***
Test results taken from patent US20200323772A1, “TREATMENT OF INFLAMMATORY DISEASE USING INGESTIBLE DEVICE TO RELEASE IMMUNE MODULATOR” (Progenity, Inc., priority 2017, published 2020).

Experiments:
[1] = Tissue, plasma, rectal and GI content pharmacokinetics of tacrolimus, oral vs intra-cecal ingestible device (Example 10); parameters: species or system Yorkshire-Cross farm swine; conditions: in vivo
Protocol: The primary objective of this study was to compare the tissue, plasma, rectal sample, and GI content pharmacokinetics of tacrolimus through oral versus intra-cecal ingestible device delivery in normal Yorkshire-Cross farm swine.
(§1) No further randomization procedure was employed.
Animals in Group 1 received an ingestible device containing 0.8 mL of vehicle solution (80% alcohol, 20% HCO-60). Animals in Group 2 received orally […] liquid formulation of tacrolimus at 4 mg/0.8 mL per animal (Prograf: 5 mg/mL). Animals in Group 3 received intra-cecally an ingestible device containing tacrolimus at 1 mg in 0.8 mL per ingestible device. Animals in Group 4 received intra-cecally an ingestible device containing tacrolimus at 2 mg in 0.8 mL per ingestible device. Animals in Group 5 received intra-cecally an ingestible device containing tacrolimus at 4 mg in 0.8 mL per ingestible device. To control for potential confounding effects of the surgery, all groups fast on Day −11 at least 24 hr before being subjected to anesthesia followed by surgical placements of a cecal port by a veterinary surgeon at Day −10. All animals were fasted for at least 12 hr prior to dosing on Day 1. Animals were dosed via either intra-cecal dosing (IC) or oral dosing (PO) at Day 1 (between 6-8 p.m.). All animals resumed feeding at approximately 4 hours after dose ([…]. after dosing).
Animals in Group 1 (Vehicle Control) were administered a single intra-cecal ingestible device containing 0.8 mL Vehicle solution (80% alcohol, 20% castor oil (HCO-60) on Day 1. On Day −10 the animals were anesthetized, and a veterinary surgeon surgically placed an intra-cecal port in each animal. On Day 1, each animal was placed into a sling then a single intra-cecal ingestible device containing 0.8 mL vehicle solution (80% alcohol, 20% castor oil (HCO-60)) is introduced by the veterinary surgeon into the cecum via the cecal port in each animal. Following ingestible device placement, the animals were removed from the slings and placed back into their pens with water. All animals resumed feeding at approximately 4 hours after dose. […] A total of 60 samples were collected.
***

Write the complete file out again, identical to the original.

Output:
Test results taken from patent US20200323772A1, “TREATMENT OF INFLAMMATORY DISEASE USING INGESTIBLE DEVICE TO RELEASE IMMUNE MODULATOR” (Progenity, Inc., priority 2017, published 2020).

Experiments:
[1] = Tissue, plasma, rectal and GI content pharmacokinetics of tacrolimus, oral vs intra-cecal ingestible device (Example 10); parameters: species or system Yorkshire-Cross farm swine; conditions: in vivo
Protocol: The primary objective of this study was to compare the tissue, plasma, rectal sample, and GI content pharmacokinetics of tacrolimus through oral versus intra-cecal ingestible device delivery in normal Yorkshire-Cross farm swine.
(§1) No further randomization procedure was employed.
Animals in Group 1 received an ingestible device containing 0.8 mL of vehicle solution (80% alcohol, 20% HCO-60). Animals in Group 2 received orally […] liquid formulation of tacrolimus at 4 mg/0.8 mL per animal (Prograf: 5 mg/mL). Animals in Group 3 received intra-cecally an ingestible device containing tacrolimus at 1 mg in 0.8 mL per ingestible device. Animals in Group 4 received intra-cecally an ingestible device containing tacrolimus at 2 mg in 0.8 mL per ingestible device. Animals in Group 5 received intra-cecally an ingestible device containing tacrolimus at 4 mg in 0.8 mL per ingestible device. To control for potential confounding effects of the surgery, all groups fast on Day −11 at least 24 hr before being subjected to anesthesia followed by surgical placements of a cecal port by a veterinary surgeon at Day −10. All animals were fasted for at least 12 hr prior to dosing on Day 1. Animals were dosed via either intra-cecal dosing (IC) or oral dosing (PO) at Day 1 (between 6-8 p.m.). All animals resumed feeding at approximately 4 hours after dose ([…]. after dosing).
Animals in Group 1 (Vehicle Control) were administered a single intra-cecal ingestible device containing 0.8 mL Vehicle solution (80% alcohol, 20% castor oil (HCO-60) on Day 1. On Day −10 the animals were anesthetized, and a veterinary surgeon surgically placed an intra-cecal port in each animal. On Day 1, each animal was placed into a sling then a single intra-cecal ingestible device containing 0.8 mL vehicle solution (80% alcohol, 20% castor oil (HCO-60)) is introduced by the veterinary surgeon into the cecum via the cecal port in each animal. Following ingestible device placement, the animals were removed from the slings and placed back into their pens with water. All animals resumed feeding at approximately 4 hours after dose. […] A total of 60 samples were collected.